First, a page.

Rescue Operations Continue, List of Missing Drops Significantly on the Costa Concordia

Costa Concordia funnel stack grounding sinking

Rescue operations continued on Sunday inside the cruise ship that ran aground off the shore of Tuscany late Friday, triggering a confused evacuation of thousands of passengers in which three people died.

The number of unaccounted people dropped significantly as Italian authorities discovered more passengers who had made it to shore safely, checking their names off the ship’s passenger and crew lists. Rescuers also plucked more survivors from inside the ship, including an Italian crew member, recovered early Sunday, and two South Korean nationals on Saturday. Enrico Rossi, governor of Tuscany, told Italian TV that eleven passengers and six crew members remained missing.

The South Korean survivors, identified by rescue workers as a couple on their honeymoon, were found closed inside one ship’s cabins. Prato fire commander Vincenzo Bennardo said rescuers who had been banging on doors of the ship cabins all night finally heard a reply from one of the rooms early Sunday. He said the two, about 29 years old, were in good condition.

Italian prosecutors and coast guard, meanwhile, are investigating what caused a cruise ship to run aground off the Tuscan shore, triggering what many passengers described as a disorderly evacuation.

A spokeswoman for the Italian coast guard on Saturday said the Costa Concordia’s captain, Francesco Schettino, had been detained for questioning by police and coast-guard officials. Schettino has said the rock formation hit by the ship Friday night off the small island of Giglio wasn’t marked on nautical maps, according to the coast-guard spokeswoman. Schettino, who hasn’t been charged, was being held in a prison in the town of Grosseto and couldn’t be reached for comment.

At least three people were killed after a giant cruise ship with more than 4,000 people ran aground and tipped over near the Italian island of Giglio.

Three bodies were recovered from the sea after the ship with 4,234 people aboard struck a rock formation hundreds of yards off the tiny island of Giglio near the coast of Tuscany. The rock tore a 160-foot (50-meter) gash in the hull that sent water gushing into the ship.

Passengers who survived the ordeal recounted that the ship’s crew was slow to evacuate the ship, sowing panic throughout the boat as it began to twist sideways in the water, upending its decks.

Angel Morales, 53, was seated at dinner with his wife when the boat struck the rock. Glasses and plates slid off the tables as the boat tilted. “Waiters were picking them up as if it was nothing,” he said. “They kept saying that it was nothing, that it was an electrical problem.”

Video taken by passengers showed a passive crew struggling to give instructions on how to evacuate the boat as the situation deteriorated and power outages ensued. As a result, the boat was listing too severely by the time the crew moved to lower the lifeboats, according to the coast guard. By the time helicopters and private boats rushed to the scene, people were leaping off the ship decks into dark cold waters.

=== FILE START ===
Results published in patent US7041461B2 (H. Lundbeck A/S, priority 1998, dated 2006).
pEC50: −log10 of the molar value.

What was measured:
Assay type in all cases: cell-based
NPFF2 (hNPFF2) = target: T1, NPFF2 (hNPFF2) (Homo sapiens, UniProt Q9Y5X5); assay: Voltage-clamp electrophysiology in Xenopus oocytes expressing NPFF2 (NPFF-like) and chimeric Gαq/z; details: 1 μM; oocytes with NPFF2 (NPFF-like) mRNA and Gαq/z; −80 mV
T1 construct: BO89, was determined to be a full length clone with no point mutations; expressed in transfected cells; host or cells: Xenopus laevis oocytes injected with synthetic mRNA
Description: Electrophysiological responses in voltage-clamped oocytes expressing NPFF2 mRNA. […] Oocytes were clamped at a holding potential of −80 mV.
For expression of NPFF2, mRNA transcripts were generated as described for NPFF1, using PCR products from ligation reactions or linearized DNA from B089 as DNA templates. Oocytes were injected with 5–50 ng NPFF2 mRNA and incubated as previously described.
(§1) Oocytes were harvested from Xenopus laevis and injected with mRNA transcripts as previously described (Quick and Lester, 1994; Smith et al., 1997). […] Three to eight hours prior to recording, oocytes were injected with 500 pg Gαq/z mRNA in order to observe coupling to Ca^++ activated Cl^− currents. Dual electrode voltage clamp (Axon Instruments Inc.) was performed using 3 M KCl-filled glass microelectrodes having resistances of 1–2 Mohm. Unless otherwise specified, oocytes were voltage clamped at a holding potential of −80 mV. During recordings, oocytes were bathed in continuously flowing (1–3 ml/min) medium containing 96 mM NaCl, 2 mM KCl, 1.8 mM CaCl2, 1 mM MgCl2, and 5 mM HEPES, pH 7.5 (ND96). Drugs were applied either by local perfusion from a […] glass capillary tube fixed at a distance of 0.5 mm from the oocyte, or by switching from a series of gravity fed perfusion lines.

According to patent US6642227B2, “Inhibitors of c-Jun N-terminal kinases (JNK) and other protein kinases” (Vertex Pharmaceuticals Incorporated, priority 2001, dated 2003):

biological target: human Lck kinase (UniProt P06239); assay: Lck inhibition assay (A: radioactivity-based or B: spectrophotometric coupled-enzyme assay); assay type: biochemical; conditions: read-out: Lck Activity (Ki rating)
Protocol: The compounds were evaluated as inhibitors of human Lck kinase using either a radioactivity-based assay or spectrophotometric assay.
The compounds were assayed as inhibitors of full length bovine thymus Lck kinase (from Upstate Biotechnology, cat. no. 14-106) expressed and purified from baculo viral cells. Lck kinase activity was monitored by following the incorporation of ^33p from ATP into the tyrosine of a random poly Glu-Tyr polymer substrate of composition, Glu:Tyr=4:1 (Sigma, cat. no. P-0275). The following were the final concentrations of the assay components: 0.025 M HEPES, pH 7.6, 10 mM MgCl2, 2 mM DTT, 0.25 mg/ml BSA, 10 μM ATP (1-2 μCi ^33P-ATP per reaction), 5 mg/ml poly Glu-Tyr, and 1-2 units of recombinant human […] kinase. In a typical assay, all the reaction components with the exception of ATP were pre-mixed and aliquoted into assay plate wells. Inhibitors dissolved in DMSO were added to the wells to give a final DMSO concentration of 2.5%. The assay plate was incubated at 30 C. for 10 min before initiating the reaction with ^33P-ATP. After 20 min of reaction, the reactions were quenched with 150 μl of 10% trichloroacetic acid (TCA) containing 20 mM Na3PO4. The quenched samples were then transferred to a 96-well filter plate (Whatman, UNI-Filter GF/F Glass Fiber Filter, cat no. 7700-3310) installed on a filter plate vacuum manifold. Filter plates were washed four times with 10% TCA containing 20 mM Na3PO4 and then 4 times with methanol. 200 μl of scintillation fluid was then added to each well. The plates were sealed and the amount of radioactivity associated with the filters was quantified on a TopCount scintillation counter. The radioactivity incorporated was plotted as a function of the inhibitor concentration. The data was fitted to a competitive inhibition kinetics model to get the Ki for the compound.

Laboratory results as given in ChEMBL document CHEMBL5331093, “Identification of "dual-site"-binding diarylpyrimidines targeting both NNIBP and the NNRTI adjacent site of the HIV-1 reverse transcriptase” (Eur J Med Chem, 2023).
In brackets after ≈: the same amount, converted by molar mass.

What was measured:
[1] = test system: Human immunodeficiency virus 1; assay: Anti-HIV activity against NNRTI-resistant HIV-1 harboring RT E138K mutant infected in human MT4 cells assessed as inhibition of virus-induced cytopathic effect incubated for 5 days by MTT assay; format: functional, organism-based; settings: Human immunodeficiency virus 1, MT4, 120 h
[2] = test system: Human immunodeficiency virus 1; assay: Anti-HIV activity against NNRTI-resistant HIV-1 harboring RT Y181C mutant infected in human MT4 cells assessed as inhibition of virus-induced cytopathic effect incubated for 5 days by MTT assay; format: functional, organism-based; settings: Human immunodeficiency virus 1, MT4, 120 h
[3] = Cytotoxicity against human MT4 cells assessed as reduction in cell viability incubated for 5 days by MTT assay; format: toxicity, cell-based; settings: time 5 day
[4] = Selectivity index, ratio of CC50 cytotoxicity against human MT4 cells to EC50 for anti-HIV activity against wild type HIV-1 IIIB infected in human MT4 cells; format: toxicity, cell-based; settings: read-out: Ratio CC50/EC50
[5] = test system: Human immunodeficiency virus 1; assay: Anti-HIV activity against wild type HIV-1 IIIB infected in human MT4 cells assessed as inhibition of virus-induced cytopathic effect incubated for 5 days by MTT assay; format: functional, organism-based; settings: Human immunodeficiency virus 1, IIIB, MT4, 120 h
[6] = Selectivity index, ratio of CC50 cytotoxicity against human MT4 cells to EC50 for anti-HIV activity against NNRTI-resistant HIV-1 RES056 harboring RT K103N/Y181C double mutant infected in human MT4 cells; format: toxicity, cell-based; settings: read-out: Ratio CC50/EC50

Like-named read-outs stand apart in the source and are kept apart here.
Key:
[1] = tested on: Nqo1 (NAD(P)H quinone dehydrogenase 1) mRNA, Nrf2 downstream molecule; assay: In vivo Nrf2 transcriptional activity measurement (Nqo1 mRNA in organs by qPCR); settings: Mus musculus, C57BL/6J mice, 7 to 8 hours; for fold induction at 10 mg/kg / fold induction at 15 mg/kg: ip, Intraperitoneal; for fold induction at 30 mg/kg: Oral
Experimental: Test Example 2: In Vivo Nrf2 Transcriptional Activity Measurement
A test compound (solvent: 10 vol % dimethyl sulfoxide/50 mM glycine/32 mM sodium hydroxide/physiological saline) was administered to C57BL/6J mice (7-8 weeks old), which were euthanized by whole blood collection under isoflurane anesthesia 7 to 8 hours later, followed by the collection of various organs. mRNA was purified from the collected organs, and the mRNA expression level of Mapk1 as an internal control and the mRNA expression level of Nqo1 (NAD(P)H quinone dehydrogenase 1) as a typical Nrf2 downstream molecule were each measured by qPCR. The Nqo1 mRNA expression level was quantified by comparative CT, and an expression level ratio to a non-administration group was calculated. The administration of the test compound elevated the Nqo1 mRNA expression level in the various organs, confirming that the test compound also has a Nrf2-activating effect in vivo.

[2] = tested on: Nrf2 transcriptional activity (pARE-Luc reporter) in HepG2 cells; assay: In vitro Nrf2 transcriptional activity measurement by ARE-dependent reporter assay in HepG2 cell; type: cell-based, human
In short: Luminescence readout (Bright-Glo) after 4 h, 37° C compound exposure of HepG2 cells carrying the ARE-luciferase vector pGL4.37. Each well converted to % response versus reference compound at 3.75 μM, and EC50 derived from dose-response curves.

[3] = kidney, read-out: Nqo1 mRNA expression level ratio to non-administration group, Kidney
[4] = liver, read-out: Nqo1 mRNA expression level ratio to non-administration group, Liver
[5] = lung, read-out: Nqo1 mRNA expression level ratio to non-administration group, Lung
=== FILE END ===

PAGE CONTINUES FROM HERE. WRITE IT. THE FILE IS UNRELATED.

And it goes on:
Italian authorities late Saturday recovered the ship’s black-box recorder, but it’s too soon to say what, if anything, it may reveal about the accident.

Antonio Belardo, a local official, said the ship deviated from its “usual” route in order to give passengers a view of Giglio’s port. That meant navigating a strait, so that the ship could skirt a stretch of the small island’s coastline that faces mainland Italy.

Gianni Onorato, managing director of Carnival Corp.’s (CCL) Costa Cruises, which operated the ship, told reporters on Saturday that the course taken by the ship Friday evening was “not a defined route for passing Giglio.” However, Onorato said it would be “incorrect to say the ship was off course,” adding that he was unaware of all of the possible routes available to the captain at the time.

“It’s difficult to say at this moment what happened,” Mr. Onorato said, adding that the company was cooperating with authorities to “shed light on the causes of this tragedy that is unprecedented in our 64-year history.”

Italian media reported that the boat hit a grouping of rocks known as Le Scole, located about one kilometer, or a half-mile, off the coast of Giglio.

The Costa Concordia ship was lying basically flat off the coast of the tiny island of Giglio, its starboard side submerged in the water and the huge gash showing clearly on its upturned hull.

One of the victims was a Peruvian crew member, a diplomat from the South American country said, adding that a Peruvian woman was also missing. A French Foreign Ministry official confirmed that two of the bodies Frenchmen, both tourists.

Some 30 people were reported injured, most of them suffering only bruises, but at least two people were reported to be in grave condition. Several passengers came off the ferries on stretchers, but it appeared more out of exhaustion and shock than serious injury.

Carnival didn’t address the passengers’ allegations in a statement it issued. “Our hearts go out to everyone affected by theĀ groundingĀ of the Costa Concordia and especially the loved ones of those who lost their lives. They will remain in our thoughts and prayers in the wake of this tragic event.”

–Gilles Castonguay, Nathania Zevi and The Associated Press contributed to this article

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